Luminescence: General Concepts and Applications to the Study of Solids
Luminescence is the general term used to indicate emission of light by matter. Luminescence phenomena have always been known to man: lightning, the aurora borealis, light emission by bacteria in the sea or by decaying organic matter are common natural phenomena. However, it was a specific artificial effect observed by accident by a shoemaker named Vincenzo Casciarolo in 1603 that started the scientific inquiry into the problem of luminescence.
KeywordsSpontaneous Emission Vibrational State Stokes Shift Probability Rate Dipole Matrix Element
Unable to display preview. Download preview PDF.
- Bassani, F., and Andreani, L., Quantum Theory of Polaritons to appear in Excited States Spectroscopy, Proceedings of the E. Fermi School (North Holland, Amsterdam, 1986).Google Scholar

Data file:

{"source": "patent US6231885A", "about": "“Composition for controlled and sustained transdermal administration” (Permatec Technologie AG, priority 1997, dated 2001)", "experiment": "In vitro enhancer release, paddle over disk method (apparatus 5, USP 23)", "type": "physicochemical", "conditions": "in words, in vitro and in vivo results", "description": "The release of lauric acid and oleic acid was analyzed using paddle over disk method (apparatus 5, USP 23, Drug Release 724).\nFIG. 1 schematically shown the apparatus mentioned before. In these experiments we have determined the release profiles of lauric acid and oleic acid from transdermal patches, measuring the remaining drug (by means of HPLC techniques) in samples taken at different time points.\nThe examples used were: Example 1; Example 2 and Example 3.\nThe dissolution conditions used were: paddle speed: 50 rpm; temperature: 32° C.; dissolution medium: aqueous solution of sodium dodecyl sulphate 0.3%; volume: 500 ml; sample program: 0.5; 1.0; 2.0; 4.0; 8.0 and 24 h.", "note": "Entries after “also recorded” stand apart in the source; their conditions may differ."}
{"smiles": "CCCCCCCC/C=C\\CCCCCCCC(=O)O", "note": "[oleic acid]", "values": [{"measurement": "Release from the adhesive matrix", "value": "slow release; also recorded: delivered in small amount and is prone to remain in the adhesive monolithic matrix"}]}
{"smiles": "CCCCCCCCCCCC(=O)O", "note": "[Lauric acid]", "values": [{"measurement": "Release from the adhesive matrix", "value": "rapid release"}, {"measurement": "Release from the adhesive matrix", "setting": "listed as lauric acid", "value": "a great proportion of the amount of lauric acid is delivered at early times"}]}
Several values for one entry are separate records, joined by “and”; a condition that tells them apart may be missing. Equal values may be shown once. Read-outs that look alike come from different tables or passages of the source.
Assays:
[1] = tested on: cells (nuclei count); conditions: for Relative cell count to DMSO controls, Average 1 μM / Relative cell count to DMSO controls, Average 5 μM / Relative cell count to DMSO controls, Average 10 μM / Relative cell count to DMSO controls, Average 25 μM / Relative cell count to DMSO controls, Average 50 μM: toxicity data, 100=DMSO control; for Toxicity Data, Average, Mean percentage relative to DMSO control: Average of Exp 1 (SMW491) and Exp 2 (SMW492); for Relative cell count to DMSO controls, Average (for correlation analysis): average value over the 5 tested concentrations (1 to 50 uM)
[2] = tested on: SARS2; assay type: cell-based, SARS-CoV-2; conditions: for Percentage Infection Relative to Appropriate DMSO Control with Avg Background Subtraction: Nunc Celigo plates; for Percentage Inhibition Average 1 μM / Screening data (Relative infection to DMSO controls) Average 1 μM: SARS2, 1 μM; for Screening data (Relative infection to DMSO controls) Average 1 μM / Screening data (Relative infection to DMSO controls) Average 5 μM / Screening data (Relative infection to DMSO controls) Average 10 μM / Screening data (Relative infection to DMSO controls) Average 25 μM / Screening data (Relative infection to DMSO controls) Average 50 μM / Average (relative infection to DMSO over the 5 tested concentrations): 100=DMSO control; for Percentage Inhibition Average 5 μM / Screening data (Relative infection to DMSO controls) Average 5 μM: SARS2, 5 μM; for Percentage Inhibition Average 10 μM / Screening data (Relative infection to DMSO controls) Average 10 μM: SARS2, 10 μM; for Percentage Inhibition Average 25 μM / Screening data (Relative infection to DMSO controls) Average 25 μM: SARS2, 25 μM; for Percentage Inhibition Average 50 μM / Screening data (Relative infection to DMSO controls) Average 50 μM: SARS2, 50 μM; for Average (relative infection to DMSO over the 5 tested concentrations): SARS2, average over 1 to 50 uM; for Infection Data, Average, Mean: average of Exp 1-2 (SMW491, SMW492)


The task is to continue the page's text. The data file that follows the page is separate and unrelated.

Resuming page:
- Bassani, F., and Pastori-Parravicini, G., 1975, Electronic States and Optical Transitions in Solids, Pergamon Press, Oxford.Google Scholar
- Dexter, D. L., 1958, in: Solid State Physics, Vol. 6, F. Seitz and D. Turnbull, eds., Academic Press, NY.Google Scholar
- Einstein, A., 1917, Zur Quantentheorie der Strahlung, Phys. Z., 18:121.Google Scholar
- der Haar, D., 1967, The Old Quantum Theory, Pergamon, Oxford.Google Scholar
- Loudon, R., 1983, The Quantum Theory of Light, Clarendon Press, Oxford.Google Scholar
- Newton-Harvey, E., 1957, History of Luminescence, From the Earliest Times Until 1900, American Philosophical Society, Philadelphia (reprint 1980).Google Scholar
- Planck, M., 1900, Verh. d. Deutschen Physikal. Gesellschaft, Verh. dt. Phys. Ges., 2:202 and 237.Google Scholar